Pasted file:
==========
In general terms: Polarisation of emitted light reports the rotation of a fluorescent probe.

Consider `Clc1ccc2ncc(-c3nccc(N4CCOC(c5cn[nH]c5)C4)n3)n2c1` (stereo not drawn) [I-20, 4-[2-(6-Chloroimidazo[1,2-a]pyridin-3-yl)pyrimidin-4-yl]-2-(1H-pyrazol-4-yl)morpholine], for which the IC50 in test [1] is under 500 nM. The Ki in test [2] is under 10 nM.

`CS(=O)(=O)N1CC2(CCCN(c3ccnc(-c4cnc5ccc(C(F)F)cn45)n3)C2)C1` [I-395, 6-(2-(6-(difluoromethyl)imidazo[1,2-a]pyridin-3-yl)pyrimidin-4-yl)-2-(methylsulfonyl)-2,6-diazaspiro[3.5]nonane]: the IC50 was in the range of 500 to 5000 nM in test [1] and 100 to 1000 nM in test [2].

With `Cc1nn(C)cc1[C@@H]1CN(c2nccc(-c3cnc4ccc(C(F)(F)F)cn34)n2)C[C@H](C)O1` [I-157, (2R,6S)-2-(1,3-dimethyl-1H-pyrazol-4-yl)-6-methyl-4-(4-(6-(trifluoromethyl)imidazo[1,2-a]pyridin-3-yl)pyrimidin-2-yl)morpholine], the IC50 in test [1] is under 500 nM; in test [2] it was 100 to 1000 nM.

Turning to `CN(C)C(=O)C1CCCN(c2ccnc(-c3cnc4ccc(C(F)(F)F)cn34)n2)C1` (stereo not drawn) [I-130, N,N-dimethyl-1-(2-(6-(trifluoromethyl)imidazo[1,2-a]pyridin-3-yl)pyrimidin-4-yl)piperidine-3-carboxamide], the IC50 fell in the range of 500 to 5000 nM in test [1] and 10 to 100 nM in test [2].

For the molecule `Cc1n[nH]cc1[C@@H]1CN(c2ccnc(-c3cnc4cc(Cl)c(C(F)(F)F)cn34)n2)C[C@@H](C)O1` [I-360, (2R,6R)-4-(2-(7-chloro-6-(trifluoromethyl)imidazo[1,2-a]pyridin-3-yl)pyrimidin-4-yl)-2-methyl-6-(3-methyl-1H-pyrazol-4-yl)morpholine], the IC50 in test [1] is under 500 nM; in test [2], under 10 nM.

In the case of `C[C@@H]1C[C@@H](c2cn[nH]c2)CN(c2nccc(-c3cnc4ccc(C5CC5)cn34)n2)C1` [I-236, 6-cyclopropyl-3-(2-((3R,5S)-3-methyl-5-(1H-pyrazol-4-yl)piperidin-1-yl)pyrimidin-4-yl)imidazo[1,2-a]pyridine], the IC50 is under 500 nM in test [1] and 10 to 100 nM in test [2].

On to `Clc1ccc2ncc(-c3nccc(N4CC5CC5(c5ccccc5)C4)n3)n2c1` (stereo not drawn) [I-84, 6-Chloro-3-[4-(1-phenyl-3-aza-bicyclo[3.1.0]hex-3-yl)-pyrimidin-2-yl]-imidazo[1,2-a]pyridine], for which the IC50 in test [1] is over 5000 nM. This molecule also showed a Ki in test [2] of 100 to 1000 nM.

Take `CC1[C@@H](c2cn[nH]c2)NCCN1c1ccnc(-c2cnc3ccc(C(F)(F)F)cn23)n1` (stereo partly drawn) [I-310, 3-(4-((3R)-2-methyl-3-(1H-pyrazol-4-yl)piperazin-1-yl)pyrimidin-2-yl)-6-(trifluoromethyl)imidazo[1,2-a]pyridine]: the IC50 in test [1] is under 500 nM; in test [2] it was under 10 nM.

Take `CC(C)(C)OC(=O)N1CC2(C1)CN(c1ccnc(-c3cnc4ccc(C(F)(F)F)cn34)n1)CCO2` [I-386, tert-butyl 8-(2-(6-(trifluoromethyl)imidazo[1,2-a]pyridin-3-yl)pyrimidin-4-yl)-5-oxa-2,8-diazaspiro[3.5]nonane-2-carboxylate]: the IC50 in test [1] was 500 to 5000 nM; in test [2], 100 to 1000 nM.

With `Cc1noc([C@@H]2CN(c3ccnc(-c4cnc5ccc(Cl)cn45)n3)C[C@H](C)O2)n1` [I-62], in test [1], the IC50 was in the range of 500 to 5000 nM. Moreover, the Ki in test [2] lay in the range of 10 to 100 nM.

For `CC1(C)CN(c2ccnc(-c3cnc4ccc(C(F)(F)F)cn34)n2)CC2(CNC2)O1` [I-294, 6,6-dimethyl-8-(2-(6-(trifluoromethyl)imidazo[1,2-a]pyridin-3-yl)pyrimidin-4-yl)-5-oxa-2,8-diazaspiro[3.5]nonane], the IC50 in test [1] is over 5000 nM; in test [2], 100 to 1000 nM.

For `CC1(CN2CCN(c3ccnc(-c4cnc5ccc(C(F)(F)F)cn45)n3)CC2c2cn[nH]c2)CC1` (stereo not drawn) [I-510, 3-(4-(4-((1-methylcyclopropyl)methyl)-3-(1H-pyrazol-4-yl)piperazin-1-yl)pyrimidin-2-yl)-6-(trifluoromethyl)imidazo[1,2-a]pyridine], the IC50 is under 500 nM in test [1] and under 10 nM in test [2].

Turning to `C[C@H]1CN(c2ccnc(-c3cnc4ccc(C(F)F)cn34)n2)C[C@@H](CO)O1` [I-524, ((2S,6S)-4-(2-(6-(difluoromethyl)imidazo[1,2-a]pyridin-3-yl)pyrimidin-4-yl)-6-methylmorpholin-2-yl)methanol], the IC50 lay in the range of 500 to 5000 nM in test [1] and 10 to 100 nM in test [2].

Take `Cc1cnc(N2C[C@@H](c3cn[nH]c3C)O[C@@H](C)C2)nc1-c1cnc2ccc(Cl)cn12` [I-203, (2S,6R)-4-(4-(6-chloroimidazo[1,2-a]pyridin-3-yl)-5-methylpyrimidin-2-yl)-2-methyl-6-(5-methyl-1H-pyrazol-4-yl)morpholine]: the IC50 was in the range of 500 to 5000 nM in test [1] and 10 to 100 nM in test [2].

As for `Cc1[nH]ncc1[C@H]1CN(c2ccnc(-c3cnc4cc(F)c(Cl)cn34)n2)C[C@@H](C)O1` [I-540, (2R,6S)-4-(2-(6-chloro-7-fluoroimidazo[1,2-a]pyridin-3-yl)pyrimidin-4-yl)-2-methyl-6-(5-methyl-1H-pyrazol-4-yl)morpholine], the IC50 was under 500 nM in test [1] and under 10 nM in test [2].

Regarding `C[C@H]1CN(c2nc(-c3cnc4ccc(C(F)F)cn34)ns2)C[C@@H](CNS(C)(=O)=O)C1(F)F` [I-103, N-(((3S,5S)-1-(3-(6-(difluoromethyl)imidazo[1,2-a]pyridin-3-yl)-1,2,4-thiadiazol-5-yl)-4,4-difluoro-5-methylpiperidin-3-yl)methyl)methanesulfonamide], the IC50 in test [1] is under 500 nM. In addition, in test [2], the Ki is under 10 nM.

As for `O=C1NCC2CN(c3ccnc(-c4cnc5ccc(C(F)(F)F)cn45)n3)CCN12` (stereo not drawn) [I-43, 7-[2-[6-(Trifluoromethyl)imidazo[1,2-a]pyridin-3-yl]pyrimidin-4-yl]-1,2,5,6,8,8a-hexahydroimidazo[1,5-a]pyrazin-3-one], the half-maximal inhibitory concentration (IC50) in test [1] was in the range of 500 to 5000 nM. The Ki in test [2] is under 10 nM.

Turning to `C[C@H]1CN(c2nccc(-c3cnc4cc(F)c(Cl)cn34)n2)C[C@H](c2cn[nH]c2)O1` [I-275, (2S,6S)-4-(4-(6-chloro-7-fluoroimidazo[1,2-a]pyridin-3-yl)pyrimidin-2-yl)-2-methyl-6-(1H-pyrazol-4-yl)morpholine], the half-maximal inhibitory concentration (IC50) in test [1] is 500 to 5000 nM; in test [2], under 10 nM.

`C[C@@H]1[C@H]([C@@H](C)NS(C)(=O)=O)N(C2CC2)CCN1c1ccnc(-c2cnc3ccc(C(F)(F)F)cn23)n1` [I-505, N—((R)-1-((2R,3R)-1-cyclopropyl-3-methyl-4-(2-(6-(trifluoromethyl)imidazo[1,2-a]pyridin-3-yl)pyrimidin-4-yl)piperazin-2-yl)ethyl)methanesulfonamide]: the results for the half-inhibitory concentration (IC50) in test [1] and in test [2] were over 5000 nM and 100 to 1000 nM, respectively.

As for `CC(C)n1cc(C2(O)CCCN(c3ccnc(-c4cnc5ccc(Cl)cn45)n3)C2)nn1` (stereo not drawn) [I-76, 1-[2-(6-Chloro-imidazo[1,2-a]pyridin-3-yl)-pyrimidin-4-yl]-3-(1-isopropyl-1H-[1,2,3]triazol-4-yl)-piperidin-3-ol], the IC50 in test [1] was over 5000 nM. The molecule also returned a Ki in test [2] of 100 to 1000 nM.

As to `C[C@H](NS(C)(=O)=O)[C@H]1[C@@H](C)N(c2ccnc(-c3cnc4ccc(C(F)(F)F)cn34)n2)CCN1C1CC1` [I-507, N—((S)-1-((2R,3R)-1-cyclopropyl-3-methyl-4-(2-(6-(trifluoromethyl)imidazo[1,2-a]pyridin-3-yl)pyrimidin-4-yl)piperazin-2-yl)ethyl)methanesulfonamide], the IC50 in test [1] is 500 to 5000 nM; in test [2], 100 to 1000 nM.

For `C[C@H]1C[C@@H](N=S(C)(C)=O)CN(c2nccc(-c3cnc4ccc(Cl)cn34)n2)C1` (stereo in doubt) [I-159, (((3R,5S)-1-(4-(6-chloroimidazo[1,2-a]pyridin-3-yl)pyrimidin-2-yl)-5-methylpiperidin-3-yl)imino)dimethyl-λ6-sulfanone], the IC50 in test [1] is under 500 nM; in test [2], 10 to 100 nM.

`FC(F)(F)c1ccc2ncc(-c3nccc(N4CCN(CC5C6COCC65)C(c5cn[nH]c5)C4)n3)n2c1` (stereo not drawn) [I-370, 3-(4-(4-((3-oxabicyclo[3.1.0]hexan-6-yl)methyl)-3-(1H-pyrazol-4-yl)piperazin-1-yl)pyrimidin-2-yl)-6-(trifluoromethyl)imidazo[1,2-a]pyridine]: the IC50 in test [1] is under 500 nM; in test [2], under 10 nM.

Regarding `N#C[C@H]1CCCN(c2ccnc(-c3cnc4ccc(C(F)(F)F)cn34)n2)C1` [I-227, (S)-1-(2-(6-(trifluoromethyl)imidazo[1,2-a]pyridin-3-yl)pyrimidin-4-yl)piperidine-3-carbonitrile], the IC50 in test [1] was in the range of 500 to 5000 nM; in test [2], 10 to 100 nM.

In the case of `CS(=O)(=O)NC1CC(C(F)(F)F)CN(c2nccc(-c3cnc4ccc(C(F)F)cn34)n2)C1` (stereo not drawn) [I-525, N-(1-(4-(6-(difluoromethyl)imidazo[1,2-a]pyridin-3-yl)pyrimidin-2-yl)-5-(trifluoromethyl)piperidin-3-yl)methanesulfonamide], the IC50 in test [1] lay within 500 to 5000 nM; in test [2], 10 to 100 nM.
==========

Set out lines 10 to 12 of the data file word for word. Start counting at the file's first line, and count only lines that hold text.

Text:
Take `CC(C)(C)OC(=O)N1CC2(C1)CN(c1ccnc(-c3cnc4ccc(C(F)(F)F)cn34)n1)CCO2` [I-386, tert-butyl 8-(2-(6-(trifluoromethyl)imidazo[1,2-a]pyridin-3-yl)pyrimidin-4-yl)-5-oxa-2,8-diazaspiro[3.5]nonane-2-carboxylate]: the IC50 in test [1] was 500 to 5000 nM; in test [2], 100 to 1000 nM.

With `Cc1noc([C@@H]2CN(c3ccnc(-c4cnc5ccc(Cl)cn45)n3)C[C@H](C)O2)n1` [I-62], in test [1], the IC50 was in the range of 500 to 5000 nM. Moreover, the Ki in test [2] lay in the range of 10 to 100 nM.

For `CC1(C)CN(c2ccnc(-c3cnc4ccc(C(F)(F)F)cn34)n2)CC2(CNC2)O1` [I-294, 6,6-dimethyl-8-(2-(6-(trifluoromethyl)imidazo[1,2-a]pyridin-3-yl)pyrimidin-4-yl)-5-oxa-2,8-diazaspiro[3.5]nonane], the IC50 in test [1] is over 5000 nM; in test [2], 100 to 1000 nM.